Scagel name. In 1766, Jacob “Schagell” was living in Rye, New Hampshire. In
1769, Jacob “Scagel” was employed in building the road from Middleton to
Wolfeboro, New Hampshire. Also, in 1769, Jacob “Sceggel” became a resident of
the latter town. The New Hampshire State Papers report that by 29 January 1770
Jacob “Seageal” had fulfilled the conditions of the deed issued to him in
Wolfeboro. Jacob and Rachel (she who lived to be 103 and died in Waterbury
Center in 1836) lived in Wolfeboro for five years, during which time their last
three children were born. On December 8, 1770, Jacob mortgaged his land for
fifty pounds. Unable to meet the payment on the morgage, the court forced
Jacob out of his home in April, 1775.

The family next moved east to Parsonfield, Maine which area was just opening up
for settlement. In 1785, the family was still in Parsonfield


field, for the history of the town states that in that year Jacob “Schagel”
owned a potash works. It is not known when Jacob Scagel left Parsonfield.
Possibly, he turned over the potash works to his son, Jacob Jr., when the
latter returned from the Revolutionary War. He may have turned the business
over to his son, George. In those days, no recording of deeds was required
when property was transferred from father to son, so the possibility of
following the movement of people through transfer of property is made

At the taking of the 1790 census, Jacob and Rachel Scagel were living in
Newbury, Orange County, Vermont. Official records there show that also in
Newbury, Vermont were Jacob’s sons, Jacob Jr., Elijah and William. No where is
mention made of George Scagel, Jacob’s son, being in Newbury.

George Scagel probably came to Waterbury from Saco, Maine as noted in the Bryan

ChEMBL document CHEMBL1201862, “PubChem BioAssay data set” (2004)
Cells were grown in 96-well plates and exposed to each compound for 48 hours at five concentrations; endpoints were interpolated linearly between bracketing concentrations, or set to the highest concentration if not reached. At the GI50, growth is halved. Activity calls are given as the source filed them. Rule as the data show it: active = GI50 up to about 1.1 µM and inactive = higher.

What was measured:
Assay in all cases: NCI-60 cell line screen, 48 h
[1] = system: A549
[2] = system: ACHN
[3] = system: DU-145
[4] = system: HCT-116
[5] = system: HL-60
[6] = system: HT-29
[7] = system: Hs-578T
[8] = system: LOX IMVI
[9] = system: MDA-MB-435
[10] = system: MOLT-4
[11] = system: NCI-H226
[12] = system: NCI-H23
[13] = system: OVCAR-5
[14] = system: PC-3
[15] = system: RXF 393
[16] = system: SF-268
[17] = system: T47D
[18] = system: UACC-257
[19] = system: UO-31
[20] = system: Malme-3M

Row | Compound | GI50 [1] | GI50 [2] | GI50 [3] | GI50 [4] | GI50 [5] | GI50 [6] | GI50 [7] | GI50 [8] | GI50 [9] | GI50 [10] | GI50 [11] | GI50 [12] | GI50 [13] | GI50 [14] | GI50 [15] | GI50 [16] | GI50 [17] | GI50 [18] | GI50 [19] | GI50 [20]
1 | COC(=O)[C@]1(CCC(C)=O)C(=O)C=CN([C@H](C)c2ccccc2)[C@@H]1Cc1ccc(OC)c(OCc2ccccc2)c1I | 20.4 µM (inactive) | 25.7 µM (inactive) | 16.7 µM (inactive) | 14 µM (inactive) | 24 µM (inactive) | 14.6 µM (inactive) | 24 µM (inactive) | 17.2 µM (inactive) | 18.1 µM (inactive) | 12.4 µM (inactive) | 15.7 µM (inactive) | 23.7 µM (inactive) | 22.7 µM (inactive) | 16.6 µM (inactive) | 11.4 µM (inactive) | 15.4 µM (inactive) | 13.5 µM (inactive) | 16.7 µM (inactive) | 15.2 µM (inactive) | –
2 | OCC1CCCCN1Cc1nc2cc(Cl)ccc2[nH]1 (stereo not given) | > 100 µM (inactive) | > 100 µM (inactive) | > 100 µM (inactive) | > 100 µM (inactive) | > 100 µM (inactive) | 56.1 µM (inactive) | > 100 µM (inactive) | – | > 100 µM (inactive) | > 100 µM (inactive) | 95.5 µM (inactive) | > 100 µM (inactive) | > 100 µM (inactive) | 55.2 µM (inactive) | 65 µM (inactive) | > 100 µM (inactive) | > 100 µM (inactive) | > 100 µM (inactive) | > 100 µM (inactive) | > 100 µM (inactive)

family records. Later, George’s older brother, Jacob Jr., moved north to
Stanbridge East, Quebec. Also, later, Jacob and Rachel Scagel moved to
Waterbury. Later activity of Jacob is not known. He died March 18, 1817. We
have been unable to find a gravestone marking his place of burial. He was in
his 81st year, and his wife Rachel was nearly 84 years old. They had been
married for 62 years. Rachel continued to make her home with her son, George,
for another nineteen years.

Two of my grandfather’s brothers married two Scagel sisters from Standridge,
Quebec. They were second cousins. My second cousin Macie Bryan Evans is
descended from Jacob Scagel, from both her grandfather Denis Bryan and her
grandmother Mary Scagel Bryan.


Scagel 1


Scagel 2


Scagel 3

Caroline Atwell Noyes’ address book

Caroline Atwell Noyes’ address book shows:

J.A. Noyes Anna, Union Co., Illinois
N.W. Gilbert Montpelier, Vermont
Hannah M. Wolger 87 Hampshire St., Lawrence, Massachusetts
Mary Chilton Franklinville, N.C.
Marilla Wells Lawrence, Massachusetts

Written at another time:

Hannah M. Wolger No. 42 Broadway, South Lawrence, Massachusetts
Francis Barry Berlin Heights, Ohio

On second sheet, sometime later, in blue ink
Miss Carrie A. Hunkins Box 453 Waukesha, Wisconsin

SOURCE: Nancy Benton April 26 2003

J. A. Noyes in Anna, Union County, Illinois would seem to be noting when she and her husband James Allen Noyes were living in Anna.

The N. W. Gilbert is Norman West Gilbert, husband of her sister Sarah Ann Lydia Atwell who died in 1877. The 1870 census shows them in Montpelier.

I’ve no information on Mary Chilton or Marilla Wells.

The entry for Hannah Wolger on Broadway is likely to be at an earlier point in time than the Hampshire Street address, as her husband is seen on Hamphsire Street in the 1880 census, and Hannah appears to have died as her husband is then married to a Mary E. who was born in NY, not England.

The 1870 census for Lawrence Ward 3, Essex, Massachsetts shows:

280/579 WOLGER James G. 37 cotton weaver b. England
Hannah U. 31 b. NH
George A. 9/12 b. MA Sept.
GOULD Martha 63 b. MA

1860 shows:

Lawrence Ward 4, Essex, Massachusetts
1829/2592 Thomas HASELDIN 38 m Operator $75 pesonal property b. England